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Guy de Maupassant (1850 – 1893)


Popular 19th-century French writer, one of the fathers of the modern short story.
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Guy de Maupassant
What would have happened if she had not lost that necklace? Who knows? who knows? How strange and changeful is life! How small a thing is needed to make or ruin us!
Maupassant quotes
At the end of a short time, once the first terror had subsided, calm was again restored. In many houses the Prussian officer ate at the same table with the family. He was often well-bred, and, out of politeness, expressed sympathy with France and repugnance at being compelled to take part in the war. This sentiment was received with gratitude; besides, his protection might be needful some day or other.
Maupassant
There are in France some fifty thousand young men of good birth and fairly well off who are encouraged to live a life of complete idleness. They must either cease to exist or must come to see that there can be no happiness, no health even, without regular daily labor of some sort ... The need of work is in me.




Maupassant Guy de quotes
The count uttered several rather risky witticisms, but so tactfully were they said that his audience could not help smiling. Loiseau in turn made some considerably broader jokes, but no one took offence; and the thought expressed with such brutal directness by his wife was uppermost in the minds of all: "Since it's the girl's trade, why should she refuse this man more than another?"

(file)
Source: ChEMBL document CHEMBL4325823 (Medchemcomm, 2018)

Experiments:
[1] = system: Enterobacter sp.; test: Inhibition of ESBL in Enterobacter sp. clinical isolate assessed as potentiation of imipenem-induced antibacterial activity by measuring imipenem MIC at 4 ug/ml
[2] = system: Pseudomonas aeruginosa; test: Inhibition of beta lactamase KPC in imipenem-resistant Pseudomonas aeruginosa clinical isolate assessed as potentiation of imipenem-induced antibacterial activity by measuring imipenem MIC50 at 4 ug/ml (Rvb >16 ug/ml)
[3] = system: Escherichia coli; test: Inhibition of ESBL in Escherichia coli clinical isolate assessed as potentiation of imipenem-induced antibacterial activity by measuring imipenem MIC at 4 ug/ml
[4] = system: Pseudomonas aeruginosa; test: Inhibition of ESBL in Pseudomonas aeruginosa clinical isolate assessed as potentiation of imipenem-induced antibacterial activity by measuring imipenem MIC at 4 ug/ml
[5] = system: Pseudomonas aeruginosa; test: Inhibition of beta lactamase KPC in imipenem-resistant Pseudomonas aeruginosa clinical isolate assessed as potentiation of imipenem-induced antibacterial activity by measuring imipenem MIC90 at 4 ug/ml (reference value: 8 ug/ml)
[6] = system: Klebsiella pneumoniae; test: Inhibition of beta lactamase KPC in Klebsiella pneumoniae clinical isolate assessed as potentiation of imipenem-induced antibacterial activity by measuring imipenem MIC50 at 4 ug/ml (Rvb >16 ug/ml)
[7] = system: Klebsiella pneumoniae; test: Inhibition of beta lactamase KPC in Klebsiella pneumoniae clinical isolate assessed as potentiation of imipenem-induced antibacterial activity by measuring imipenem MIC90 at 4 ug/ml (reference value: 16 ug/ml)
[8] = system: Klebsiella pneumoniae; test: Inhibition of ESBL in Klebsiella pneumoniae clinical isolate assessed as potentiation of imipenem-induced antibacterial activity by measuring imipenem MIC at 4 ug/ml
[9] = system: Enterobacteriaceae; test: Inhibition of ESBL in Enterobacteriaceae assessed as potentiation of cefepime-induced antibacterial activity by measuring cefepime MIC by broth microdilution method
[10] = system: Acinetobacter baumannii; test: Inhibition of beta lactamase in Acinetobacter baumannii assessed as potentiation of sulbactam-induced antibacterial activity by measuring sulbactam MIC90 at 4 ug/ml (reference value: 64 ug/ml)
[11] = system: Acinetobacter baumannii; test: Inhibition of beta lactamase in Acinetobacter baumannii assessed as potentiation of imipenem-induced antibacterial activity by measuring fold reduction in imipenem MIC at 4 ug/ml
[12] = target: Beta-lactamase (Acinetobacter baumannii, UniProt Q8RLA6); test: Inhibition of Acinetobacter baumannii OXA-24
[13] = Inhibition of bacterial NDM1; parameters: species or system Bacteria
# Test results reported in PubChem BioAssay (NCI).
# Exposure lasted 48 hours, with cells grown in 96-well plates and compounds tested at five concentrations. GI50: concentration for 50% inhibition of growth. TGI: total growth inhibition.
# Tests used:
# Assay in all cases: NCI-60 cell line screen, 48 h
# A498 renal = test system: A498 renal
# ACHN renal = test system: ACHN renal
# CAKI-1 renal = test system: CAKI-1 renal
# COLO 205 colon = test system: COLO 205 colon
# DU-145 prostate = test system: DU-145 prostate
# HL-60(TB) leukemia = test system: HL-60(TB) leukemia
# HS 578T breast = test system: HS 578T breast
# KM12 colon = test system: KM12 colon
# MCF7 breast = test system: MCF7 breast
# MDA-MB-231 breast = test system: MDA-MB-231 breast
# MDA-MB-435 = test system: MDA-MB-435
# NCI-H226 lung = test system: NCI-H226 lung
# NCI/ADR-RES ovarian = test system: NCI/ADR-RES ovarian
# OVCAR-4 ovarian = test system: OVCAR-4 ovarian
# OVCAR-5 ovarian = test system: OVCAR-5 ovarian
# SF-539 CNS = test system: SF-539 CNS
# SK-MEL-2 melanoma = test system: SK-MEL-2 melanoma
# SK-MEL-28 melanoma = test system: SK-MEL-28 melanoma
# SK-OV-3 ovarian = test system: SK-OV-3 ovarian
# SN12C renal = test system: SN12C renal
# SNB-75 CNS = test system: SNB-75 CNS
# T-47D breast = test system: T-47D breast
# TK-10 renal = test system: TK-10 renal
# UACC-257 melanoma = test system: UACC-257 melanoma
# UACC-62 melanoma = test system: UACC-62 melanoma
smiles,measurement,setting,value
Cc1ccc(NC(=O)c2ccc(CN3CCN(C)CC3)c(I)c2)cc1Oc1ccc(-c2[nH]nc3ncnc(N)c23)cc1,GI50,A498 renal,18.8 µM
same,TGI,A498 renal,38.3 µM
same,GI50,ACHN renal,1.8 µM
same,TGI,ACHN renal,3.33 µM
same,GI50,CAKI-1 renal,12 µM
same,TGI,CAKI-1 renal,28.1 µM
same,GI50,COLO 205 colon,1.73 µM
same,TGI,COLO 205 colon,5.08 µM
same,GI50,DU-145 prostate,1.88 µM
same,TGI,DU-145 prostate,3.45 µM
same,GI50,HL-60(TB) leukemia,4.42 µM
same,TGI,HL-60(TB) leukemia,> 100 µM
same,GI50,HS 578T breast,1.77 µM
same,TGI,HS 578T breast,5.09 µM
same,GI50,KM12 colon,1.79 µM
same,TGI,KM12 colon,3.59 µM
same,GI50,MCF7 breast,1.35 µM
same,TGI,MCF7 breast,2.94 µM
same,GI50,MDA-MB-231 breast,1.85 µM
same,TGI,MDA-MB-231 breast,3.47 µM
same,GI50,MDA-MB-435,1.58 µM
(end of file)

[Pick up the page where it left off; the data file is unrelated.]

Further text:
Maupassant Guy de
They held up to admiration all those women who from time to time have arrested the victorious progress of conquerors, made of their bodies a field of battle, a means of ruling, a weapon; who have vanquished by their heroic caresses hideous or detested beings, and sacrificed their chastity to vengeance and devotion.
All was said with due restraint and regard for propriety, the effect heightened now and then by an outburst of forced enthusiasm calculated to excite emulation.
A listener would have thought at last that the one role of woman on earth was a perpetual sacrifice of her person, a continual abandonment of herself to the caprices of a hostile soldiery.
The two nuns seemed to hear nothing, and to be lost in thought. Boule de Suif also was silent.
Guy de Maupassant quotes
Let them respect my convictions, and I will respect theirs!
Guy de Maupassant
In the cold light of the morning they almost bore a grudge against the girl for not having secretly sought out the Prussian, that the rest of the party might receive a joyful surprise when they awoke. What more simple?
Besides, who would have been the wiser? She might have saved appearances by telling the officer that she had taken pity on their distress. Such a step would be of so little consequence to her.
But no one as yet confessed to such thoughts.
Maupassant Guy de quotes
Conversation. What is it? A Mystery! It's the art of never seeming bored, of touching everything with interest, of pleasing with trifles, of being fascinating with nothing at all. How do we define this lively darting about with words, of hitting them back and forth, this sort of brief smile of ideas which should be conversation?
Maupassant